On 12 June 2017, blockchain had successfully been used to buy and sell mutual funds in test conditions. Blockchain start-ups and jobs have continued to increase.
This year has seen BNP Paribas Securities Services team up with Axa Investment Managers on a blockchain project. Blockchain projects are popping up in Switzerland, USA and even the UAE. It is thought by many that blockchain will change the way business is conducted by changing the way finance, data and transactions are validated and tracked.
What is blockchain?
A blockchain (or also known as distributed ledger) is a database. It is a database of any information that is recorded, i.e. the transfer of bitcoins and the tracking of transfers of physical assets such as diamonds. Blockchains store data into blocks, whilst chaining “them together to form a cohesive, unbroken record of that information.” This database can be described as a register in a sense, made of “digitally recorded and encrypted … data in the form of blocks, which when connected via the distributed network of computers storing the blocks, form the blockchain.”
Blockchains consist of a peer-to-peer network. Each node (each computer in the network) on this network can have a copy of the whole ledger. As the data is distributed across a network of computers, ledgers operate by consensus and a single ledger cannot be in sole control. This is one of the reasons blockchain has gained attention, as this is very different from a bank and blockchains make real-time data records of transactions meaning the data cannot be changed, deleted and they are highly hack resistant.
However, blockchain has many uses, some exist and some do not as of yet. The possibilities of blockchain technology include bonded transactions, multiparty signatures, third party arbitration, recording property ownership, verifying the origins and authenticity of diamonds, secure voting in elections etc.
What is a smart contract?
Here, a contract can be enforced through a computer code that executes the terms and conditions of a contract between parties. The more complex the code is, the ‘smarter’ the contract is as this enables the contract to execute itself without anything to compel a party to act to enforce the contract. This results in autonomous parties such as Internet of Things devices entering into smart contracts without the need for human interference, creating computerised agents. As smart contracts run on a blockchain, they run exactly as programmed without any possibility of fraud or third party interference. However, this also shows just how inflexible a smart contract can be, requiring a change in the code to change a provision in the contract. This may change as time goes on due to technology constantly developing.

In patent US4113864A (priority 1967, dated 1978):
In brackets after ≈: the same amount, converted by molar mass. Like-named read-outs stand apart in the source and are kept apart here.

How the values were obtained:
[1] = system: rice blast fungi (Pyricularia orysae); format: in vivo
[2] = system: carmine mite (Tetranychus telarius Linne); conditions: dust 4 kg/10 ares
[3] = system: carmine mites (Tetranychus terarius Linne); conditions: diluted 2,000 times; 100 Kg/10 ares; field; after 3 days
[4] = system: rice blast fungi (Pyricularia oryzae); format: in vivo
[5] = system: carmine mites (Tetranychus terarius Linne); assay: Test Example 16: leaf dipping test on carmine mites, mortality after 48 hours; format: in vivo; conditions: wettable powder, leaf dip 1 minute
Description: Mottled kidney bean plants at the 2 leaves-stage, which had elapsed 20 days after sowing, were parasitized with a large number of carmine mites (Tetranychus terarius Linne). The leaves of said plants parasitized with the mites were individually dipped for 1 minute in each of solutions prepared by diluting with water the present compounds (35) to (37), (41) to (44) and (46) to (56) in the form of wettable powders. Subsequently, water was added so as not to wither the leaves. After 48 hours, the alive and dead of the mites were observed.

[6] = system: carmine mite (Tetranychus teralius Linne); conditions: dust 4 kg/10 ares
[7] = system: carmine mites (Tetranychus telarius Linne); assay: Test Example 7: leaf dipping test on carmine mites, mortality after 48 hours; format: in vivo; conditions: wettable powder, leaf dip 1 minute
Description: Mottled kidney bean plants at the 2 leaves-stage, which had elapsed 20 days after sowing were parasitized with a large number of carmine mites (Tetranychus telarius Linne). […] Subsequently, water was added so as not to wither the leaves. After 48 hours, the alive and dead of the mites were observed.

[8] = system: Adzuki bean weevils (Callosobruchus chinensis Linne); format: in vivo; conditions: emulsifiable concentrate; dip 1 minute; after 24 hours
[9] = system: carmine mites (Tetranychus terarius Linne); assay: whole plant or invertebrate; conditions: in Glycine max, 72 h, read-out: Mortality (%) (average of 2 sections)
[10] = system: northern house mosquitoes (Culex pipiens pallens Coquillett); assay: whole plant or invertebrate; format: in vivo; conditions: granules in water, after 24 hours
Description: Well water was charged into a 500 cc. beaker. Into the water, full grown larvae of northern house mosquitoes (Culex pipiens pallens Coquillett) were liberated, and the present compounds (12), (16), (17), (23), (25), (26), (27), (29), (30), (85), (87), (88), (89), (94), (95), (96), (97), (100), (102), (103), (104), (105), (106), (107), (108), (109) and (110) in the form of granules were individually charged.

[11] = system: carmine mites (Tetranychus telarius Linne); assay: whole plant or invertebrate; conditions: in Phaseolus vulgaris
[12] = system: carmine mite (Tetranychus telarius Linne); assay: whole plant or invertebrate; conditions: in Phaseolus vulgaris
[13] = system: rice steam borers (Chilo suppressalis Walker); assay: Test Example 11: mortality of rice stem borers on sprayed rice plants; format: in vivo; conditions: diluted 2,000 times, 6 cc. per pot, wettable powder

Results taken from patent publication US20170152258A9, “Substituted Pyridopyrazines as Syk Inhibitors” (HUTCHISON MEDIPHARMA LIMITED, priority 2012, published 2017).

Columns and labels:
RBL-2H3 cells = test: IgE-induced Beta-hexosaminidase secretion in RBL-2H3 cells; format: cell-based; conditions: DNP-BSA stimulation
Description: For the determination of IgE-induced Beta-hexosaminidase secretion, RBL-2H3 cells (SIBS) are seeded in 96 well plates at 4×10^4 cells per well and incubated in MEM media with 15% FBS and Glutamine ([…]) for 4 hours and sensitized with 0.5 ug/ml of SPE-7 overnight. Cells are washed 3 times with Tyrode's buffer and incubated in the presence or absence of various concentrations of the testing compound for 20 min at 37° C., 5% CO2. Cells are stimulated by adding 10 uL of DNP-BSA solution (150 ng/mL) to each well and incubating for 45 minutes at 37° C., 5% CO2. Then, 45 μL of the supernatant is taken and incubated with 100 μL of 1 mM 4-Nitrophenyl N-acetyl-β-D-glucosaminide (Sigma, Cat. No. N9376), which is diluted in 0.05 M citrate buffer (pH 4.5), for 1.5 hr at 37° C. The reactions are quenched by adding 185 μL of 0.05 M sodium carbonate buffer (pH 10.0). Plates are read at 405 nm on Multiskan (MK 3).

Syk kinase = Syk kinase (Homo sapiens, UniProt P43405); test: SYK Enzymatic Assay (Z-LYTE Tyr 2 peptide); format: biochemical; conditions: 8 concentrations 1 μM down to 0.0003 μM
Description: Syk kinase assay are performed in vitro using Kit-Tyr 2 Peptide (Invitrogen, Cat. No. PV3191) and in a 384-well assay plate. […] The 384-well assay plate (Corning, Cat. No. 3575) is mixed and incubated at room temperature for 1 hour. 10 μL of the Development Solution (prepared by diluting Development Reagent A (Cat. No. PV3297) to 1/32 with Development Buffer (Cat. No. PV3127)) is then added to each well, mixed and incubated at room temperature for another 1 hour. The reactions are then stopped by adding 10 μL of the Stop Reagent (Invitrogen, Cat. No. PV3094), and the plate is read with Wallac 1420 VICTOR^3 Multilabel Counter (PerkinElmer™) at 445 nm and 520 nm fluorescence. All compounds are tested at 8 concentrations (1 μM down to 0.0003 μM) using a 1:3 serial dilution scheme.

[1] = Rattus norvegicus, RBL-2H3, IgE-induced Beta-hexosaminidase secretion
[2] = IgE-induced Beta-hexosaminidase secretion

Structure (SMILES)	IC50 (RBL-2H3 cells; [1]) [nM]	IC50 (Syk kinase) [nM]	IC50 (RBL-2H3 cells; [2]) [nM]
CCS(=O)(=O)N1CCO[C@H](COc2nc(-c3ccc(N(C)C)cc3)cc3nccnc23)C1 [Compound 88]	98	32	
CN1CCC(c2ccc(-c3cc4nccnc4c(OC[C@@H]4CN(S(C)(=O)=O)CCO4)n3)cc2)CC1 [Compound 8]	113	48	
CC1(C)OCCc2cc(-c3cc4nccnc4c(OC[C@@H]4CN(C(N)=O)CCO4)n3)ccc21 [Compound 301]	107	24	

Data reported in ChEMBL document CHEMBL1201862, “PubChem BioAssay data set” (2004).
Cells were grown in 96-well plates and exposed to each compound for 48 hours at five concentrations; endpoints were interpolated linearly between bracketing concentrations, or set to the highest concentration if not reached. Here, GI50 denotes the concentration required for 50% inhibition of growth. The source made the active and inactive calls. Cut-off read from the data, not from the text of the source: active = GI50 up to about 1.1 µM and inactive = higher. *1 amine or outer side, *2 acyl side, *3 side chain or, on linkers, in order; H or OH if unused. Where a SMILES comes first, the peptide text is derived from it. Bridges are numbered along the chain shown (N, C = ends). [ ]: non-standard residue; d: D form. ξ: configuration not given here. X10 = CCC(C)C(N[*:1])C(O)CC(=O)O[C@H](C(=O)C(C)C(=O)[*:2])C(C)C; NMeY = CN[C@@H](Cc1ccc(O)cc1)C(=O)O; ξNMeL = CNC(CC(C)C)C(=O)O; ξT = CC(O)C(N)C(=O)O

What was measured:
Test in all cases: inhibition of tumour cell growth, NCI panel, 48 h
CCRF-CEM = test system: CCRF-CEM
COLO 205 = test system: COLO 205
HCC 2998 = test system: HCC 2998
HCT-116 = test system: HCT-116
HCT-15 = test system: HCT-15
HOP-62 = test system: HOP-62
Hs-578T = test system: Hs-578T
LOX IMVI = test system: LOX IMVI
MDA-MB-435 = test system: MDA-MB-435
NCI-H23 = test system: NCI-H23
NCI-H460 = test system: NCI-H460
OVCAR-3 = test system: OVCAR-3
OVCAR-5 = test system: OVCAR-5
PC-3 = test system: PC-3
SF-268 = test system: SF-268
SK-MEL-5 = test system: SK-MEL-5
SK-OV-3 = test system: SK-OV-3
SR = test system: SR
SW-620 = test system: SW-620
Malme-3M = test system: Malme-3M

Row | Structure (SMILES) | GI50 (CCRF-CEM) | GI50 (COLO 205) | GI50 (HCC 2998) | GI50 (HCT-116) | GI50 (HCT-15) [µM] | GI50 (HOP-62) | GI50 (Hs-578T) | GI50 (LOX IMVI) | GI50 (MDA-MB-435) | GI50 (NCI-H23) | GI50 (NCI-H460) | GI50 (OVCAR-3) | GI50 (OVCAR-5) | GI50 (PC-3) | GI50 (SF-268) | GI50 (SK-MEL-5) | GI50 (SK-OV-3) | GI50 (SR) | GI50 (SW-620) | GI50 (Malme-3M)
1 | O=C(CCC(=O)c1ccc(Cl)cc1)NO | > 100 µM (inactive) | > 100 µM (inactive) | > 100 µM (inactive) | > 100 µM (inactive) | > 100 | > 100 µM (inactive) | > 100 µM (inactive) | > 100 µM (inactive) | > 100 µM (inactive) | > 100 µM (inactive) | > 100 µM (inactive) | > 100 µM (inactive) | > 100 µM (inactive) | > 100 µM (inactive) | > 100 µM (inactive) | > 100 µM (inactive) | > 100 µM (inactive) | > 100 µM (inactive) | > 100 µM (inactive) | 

Coders are able to formulate the smart contracts in the framework that they want, imposing limits on the contract. This could lead to parties paying coders to get tailor the smart contracts to their particular needs, resulting in a market which is driven by customers. Coders could be assisted by lawyers in the future to draft contracts.
The code behind the blockchain was released under an open source licence meaning that users can see if the coding has security flaws or contains backdoors, thus knowing that it should not be used. This creates transparency in the blockchain that is being used. The ledger is checked for consistency. Privacy is also not affected as pseudonyms are used. However, if a particular blockchain asks for a user’s identity, then this information will be viewable by all who use the particular application, meaning the ledger would not be compliant with EU data privacy rules. This creates a challenge in identifying who the data controller or the data processor would be.
Smart contracts are still subject to the law of contract as smart contacts can be traced back to a human. As there are many hypothetical scenarios to deal with, the answers cannot be fully determined and legislators can only start to provide working frameworks when blockchains are more widely used. However, there is a question as to which jurisdictional laws would apply to a blockchain when servers and ledgers could be scattered all over the world. Some argue whether smart contracts can be considered contracts at all as they are every different to contracts on paper. Questions on how to terminate a smart contract arise, as they are self-executing. Can an offer and acceptance be applied to a smart contract in a blockchain? These matters could be solved by incorporating certain terms and conditions into the smart contracts. The anonymity granted to those in the blockchain could give rise to questions surrounding money laundering. Then, there is also the issue of recourse.
If there is anything we have learned from the journey of bitcoin, it is that technology will continue to develop. Blockchain and smart contracts will also continue to revolutionise and transform. The blockchain and smart contract as we know now, may well be very different to the ones that will be used in everyday transactions in the future. We encourage everyone to keep up to date with evolving technologies that can have an effect on the legal world.